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PECKFORD – Summers are for road trips

Contributor Larry Peckford has held a varied career in Newfoundland and Labrador as a public servant and community volunteer. He keeps a seasonal residence in the Codroy Valley. Larry can be reached via email at:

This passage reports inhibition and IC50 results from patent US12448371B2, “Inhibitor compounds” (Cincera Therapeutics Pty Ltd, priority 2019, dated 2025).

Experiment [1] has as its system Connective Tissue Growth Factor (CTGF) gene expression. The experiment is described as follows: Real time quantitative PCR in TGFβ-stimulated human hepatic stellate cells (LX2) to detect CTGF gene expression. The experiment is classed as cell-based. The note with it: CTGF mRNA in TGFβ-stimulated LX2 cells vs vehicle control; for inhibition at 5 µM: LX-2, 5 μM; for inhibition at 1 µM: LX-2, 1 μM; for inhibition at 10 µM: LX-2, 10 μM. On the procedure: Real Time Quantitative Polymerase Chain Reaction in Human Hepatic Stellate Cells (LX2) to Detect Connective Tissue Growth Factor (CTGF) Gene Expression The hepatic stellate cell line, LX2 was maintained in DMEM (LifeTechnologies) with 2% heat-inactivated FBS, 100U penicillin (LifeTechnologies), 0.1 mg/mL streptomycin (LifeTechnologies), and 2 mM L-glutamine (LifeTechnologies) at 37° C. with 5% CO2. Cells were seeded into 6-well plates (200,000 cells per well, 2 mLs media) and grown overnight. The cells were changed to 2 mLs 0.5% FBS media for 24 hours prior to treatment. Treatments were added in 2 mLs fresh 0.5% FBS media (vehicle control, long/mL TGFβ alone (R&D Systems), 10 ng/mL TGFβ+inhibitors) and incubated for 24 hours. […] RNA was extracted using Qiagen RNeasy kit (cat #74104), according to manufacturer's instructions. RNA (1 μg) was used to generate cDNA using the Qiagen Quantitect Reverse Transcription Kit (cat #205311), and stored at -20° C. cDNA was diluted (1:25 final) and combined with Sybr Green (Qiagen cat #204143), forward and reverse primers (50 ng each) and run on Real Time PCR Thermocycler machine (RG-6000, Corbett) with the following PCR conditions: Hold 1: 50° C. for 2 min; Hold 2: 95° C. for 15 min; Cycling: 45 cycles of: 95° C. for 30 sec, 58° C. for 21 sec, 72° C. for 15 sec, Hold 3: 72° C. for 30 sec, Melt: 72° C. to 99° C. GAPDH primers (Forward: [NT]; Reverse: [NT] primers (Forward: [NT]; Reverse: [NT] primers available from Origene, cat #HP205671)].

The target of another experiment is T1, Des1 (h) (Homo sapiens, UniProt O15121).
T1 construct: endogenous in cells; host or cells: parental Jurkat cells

For me this year was no exception but for the fact that my Newfoundland road trip was a little extended. Accompanied by a friend, a first time visitor, I gained a new perspective on the province’s unique features. Although born and bred here (now living in Ottawa) my travelling companion looked at the mountains and big sky as a pleasant surprise. How is it that I might have lost a wonder of the place? Seeing the province through another’s eyes was an unexpected pleasure. Our itinerary from the Southwest coast took us north to St. Anthony with stops in Gros Morne. Traveling back down the peninsula, we headed across the province to stay for several days in St. John’s. Being in the company of CFA’s (Come From Aways) gave me an appreciation of the capital and all it has to offer. My company embraced the city with its many attractions. I went along for the ride. All in all, it was a great experience. A side trip to historic and quaint Brigus was really special, as was a visit to Botwood’s murals in Central. Likewise, while in Terra Nova National Park, a visit to Salvage on the Eastport peninsula was a must see. I am being selective here, but these are some of the highlights among the many stops we made. The value of the province’s tourism industry is upwards to one billion dollars. That is no small amount of money that drives the local economies in many regions in the summer months. Locals don’t take that for granted, as the industry is now quite mature in most places. So what were my takeaways with all of that traveling? The Ferry: The Marine Atlantic ferry system is thankfully reliable and offers decent service. The meals on the ferry are not spectacular, but generally I found they offer value for money across a standard menu. No dazzle but quite acceptable. Highways: The highways I travelled, with some exceptions, were up to par, but why some well travelled sections are without line painting by mid-summer beats me. And why is the first 35 kilometres of highway out of Port aux Basques still the worst section of the TCH across its entire 1,000 kilometres? Broken pavement and cratered shoulders are unacceptable features of what should be our best highway — no exceptions. It’s worth mentioning, too, is that where a section of road is so deficient with broken pavement and potholes, for god’s sake make that section of road all gravel. Highway 432 between Roddickton and Plum Point is awful. Signage: Provincial road signs are generally good, but some are in need of repair. Again, this is basic stuff and those that need replacement should be dealt with promptly. In the category of signage, I put story boards that inform particular attractions. Too often even in high travelled locations these informative boards are faded or in need of upgrade. It just spoils a visit if the story board is poor and faded out of colour and print. I will avoid dwelling on the sorry state of the Wreckhouse location/attraction outside of Port aux Basques. I have complained about the inadequacy of it more than once. It’s a lost opportunity that in other provinces would be a big draw. Overall, my road trip was positive and enjoyable. I learned from some locals that the success of the tourism season may not have been evenly distributed, but from my vantage point things looked good. The Fall is a shoulder season in the tourism business, so there may be something to be gained for operators during this time too. Good luck and thanks

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